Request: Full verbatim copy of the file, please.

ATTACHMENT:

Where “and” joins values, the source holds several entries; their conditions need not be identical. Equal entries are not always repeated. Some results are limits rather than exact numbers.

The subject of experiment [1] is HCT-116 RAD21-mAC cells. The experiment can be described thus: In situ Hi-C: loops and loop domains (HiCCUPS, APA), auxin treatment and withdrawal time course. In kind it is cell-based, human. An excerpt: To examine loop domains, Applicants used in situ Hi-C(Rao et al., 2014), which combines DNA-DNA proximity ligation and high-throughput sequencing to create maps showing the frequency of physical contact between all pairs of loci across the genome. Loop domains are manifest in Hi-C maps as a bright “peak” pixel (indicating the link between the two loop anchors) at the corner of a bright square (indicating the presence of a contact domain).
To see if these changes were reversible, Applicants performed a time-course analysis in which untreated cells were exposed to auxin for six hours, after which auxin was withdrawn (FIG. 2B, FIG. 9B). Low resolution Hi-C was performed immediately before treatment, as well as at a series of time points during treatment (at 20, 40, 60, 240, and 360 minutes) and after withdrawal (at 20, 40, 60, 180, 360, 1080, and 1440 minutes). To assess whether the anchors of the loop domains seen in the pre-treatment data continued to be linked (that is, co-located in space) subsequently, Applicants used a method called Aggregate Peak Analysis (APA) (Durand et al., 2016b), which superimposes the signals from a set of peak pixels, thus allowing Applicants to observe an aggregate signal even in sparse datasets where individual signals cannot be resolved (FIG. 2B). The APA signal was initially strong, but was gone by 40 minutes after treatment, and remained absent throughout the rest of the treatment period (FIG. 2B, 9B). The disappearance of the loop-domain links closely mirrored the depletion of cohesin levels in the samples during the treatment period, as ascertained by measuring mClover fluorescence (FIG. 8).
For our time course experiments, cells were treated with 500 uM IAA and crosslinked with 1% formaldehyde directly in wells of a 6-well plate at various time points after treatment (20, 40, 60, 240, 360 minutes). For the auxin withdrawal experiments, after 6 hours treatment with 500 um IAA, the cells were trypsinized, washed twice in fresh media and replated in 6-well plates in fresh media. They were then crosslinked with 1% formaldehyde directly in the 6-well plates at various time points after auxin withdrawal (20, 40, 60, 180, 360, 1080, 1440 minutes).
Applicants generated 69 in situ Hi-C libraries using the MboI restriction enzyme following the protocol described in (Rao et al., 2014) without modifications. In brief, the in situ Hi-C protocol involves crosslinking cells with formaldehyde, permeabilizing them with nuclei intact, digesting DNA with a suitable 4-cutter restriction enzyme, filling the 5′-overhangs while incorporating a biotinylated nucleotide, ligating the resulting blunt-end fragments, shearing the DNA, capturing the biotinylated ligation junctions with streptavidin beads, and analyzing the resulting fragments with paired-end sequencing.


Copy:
Where “and” joins values, the source holds several entries; their conditions need not be identical. Equal entries are not always repeated. Some results are limits rather than exact numbers.

The subject of experiment [1] is HCT-116 RAD21-mAC cells. The experiment can be described thus: In situ Hi-C: loops and loop domains (HiCCUPS, APA), auxin treatment and withdrawal time course. In kind it is cell-based, human. An excerpt: To examine loop domains, Applicants used in situ Hi-C(Rao et al., 2014), which combines DNA-DNA proximity ligation and high-throughput sequencing to create maps showing the frequency of physical contact between all pairs of loci across the genome. Loop domains are manifest in Hi-C maps as a bright “peak” pixel (indicating the link between the two loop anchors) at the corner of a bright square (indicating the presence of a contact domain).
To see if these changes were reversible, Applicants performed a time-course analysis in which untreated cells were exposed to auxin for six hours, after which auxin was withdrawn (FIG. 2B, FIG. 9B). Low resolution Hi-C was performed immediately before treatment, as well as at a series of time points during treatment (at 20, 40, 60, 240, and 360 minutes) and after withdrawal (at 20, 40, 60, 180, 360, 1080, and 1440 minutes). To assess whether the anchors of the loop domains seen in the pre-treatment data continued to be linked (that is, co-located in space) subsequently, Applicants used a method called Aggregate Peak Analysis (APA) (Durand et al., 2016b), which superimposes the signals from a set of peak pixels, thus allowing Applicants to observe an aggregate signal even in sparse datasets where individual signals cannot be resolved (FIG. 2B). The APA signal was initially strong, but was gone by 40 minutes after treatment, and remained absent throughout the rest of the treatment period (FIG. 2B, 9B). The disappearance of the loop-domain links closely mirrored the depletion of cohesin levels in the samples during the treatment period, as ascertained by measuring mClover fluorescence (FIG. 8).
For our time course experiments, cells were treated with 500 uM IAA and crosslinked with 1% formaldehyde directly in wells of a 6-well plate at various time points after treatment (20, 40, 60, 240, 360 minutes). For the auxin withdrawal experiments, after 6 hours treatment with 500 um IAA, the cells were trypsinized, washed twice in fresh media and replated in 6-well plates in fresh media. They were then crosslinked with 1% formaldehyde directly in the 6-well plates at various time points after auxin withdrawal (20, 40, 60, 180, 360, 1080, 1440 minutes).
Applicants generated 69 in situ Hi-C libraries using the MboI restriction enzyme following the protocol described in (Rao et al., 2014) without modifications. In brief, the in situ Hi-C protocol involves crosslinking cells with formaldehyde, permeabilizing them with nuclei intact, digesting DNA with a suitable 4-cutter restriction enzyme, filling the 5′-overhangs while incorporating a biotinylated nucleotide, ligating the resulting blunt-end fragments, shearing the DNA, capturing the biotinylated ligation junctions with streptavidin beads, and analyzing the resulting fragments with paired-end sequencing.